For a review of Kahneman's book summarising these and other thinking errors, see the article in the New Zealand Listener, January 21-27, 2012, by David Hall.

In the above case, where the issue was the defendant's knowledge of the presence of the things in the car, it is easy to build a narrative in which the defendant, being ignorant on both occasions, was simply associating with people who were both his friends and offenders. That too would be a combination of thinking errors.

Courts too often make assumptions about likelihoods without inquiring into occurrences in the real world. The correct approach is Bayesian, as Kahneman – a leading psychologist and Nobel laureate – recognises. But that requires the effort of careful analytical thought rather than our preferred instinctive assessment of circumstances.

Friday, January 13, 2012

Admissibility of eyewitness identification evidence

Just as I was sneaking back to the Southern Hemisphere the Supreme Court of the United States delivered its decision in Perry v New Hampshire. I have previously noted the submissions that the Court received in this case on the vulnerability of eyewitness identification to error.

The reasoning is necessarily tied to the constitutional jurisprudence on due process, so I just summarise the effect of the decision in terms that may be of more general interest.

Sotomayor J dissented, but the majority held, in a decision delivered by Ginsberg J, that there is no need for a trial judge to have the power to exclude such evidence on grounds other than unfairness to the defence. Irregularities in the conduct of an identification can be the subject of trial remedies, such as confrontation and cross-examination, judicial caution to the jury about the need for care before accepting this evidence, and the judicial discretion to exclude the evidence if its illegitimately prejudicial effect outweighs its probative value.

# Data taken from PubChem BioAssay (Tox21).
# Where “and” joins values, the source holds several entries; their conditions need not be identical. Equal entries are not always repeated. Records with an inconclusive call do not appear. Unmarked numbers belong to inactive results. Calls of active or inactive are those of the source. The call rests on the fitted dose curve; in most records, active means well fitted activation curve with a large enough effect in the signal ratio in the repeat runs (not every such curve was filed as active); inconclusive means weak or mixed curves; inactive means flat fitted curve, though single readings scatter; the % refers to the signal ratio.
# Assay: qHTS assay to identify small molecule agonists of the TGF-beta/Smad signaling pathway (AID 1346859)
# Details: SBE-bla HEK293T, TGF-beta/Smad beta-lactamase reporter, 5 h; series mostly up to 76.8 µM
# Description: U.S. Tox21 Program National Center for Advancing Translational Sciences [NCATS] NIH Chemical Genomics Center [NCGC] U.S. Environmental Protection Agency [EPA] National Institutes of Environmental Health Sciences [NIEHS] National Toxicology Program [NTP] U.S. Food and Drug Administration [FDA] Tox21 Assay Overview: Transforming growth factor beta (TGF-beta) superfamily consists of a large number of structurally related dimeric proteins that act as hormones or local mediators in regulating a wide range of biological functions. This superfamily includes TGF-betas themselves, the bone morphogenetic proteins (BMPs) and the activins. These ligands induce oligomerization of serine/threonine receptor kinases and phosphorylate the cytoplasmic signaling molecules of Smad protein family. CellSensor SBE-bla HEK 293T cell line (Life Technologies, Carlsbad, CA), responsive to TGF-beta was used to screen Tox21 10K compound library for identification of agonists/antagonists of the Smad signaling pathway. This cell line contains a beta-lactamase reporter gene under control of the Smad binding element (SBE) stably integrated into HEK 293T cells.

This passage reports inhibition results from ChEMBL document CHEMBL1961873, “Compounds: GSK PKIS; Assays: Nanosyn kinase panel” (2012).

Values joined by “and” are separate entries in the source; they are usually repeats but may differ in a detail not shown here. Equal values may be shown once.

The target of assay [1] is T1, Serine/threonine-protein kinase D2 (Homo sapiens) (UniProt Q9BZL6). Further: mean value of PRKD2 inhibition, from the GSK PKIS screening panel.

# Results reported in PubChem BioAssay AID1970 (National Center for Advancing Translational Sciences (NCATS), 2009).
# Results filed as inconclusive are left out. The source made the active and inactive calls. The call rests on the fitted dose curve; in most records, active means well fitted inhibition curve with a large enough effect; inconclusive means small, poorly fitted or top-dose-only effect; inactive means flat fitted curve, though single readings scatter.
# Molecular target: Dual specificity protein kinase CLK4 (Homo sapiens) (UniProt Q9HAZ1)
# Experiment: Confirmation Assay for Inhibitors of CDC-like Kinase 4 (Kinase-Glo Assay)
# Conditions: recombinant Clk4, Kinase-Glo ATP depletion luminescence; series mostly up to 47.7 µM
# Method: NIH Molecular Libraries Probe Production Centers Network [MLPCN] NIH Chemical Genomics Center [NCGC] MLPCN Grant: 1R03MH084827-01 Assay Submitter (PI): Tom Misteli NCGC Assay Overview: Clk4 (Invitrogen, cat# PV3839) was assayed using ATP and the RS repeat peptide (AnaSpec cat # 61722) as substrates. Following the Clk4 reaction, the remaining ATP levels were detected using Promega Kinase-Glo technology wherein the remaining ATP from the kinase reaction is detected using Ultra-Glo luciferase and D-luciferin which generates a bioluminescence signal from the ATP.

That is a conservative approach. In our neck of the woods we have radically reformed the law: s 45 of the Evidence Act 2006 imposes a burden of proof of reliability on the prosecution where specified formal procedures have not, without good reason, been followed. The standard of proof here is beyond reasonable doubt. The defence may still challenge the admissibility of the evidence if formal procedures have been followed, but the burden is on the defence to prove on the balance of probabilities that the evidence is unreliable. These provisions are discussed in R v Edmonds [2009] NZCA 303 at [79]-[128] (sorry keen readers, not currently available online). The issue for the judge is whether the evidence is sufficiently reliable to go to the jury, not whether the evidence establishes identity to the relevant standard. Proof of reliability is distinguished from proof of identity, and the focus for the prosecution's burden is on the circumstances in which the identification was made. It does not include other evidence suggesting guilt, such as a confession.

There are issues concerning the interpretation of s 45 that remain to be explored. Its application in judge-alone trials has been considered by the Supreme Court: Harney v Police.